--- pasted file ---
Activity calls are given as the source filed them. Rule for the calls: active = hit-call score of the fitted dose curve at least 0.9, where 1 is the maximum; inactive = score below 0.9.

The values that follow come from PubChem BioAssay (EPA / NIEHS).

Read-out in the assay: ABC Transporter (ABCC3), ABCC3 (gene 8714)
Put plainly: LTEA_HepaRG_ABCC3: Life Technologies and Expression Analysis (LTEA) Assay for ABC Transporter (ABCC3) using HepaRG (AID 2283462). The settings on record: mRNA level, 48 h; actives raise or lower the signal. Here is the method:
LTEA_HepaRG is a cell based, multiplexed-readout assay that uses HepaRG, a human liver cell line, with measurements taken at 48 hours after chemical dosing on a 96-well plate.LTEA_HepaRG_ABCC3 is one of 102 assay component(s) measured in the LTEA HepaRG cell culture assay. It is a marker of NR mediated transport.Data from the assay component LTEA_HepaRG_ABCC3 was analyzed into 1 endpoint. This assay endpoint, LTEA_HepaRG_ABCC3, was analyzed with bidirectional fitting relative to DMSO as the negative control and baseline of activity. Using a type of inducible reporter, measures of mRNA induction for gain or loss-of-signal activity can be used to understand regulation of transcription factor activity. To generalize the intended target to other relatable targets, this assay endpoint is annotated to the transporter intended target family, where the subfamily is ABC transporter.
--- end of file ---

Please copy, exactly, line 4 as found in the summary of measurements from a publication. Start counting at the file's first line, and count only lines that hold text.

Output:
Put plainly: LTEA_HepaRG_ABCC3: Life Technologies and Expression Analysis (LTEA) Assay for ABC Transporter (ABCC3) using HepaRG (AID 2283462). The settings on record: mRNA level, 48 h; actives raise or lower the signal. Here is the method: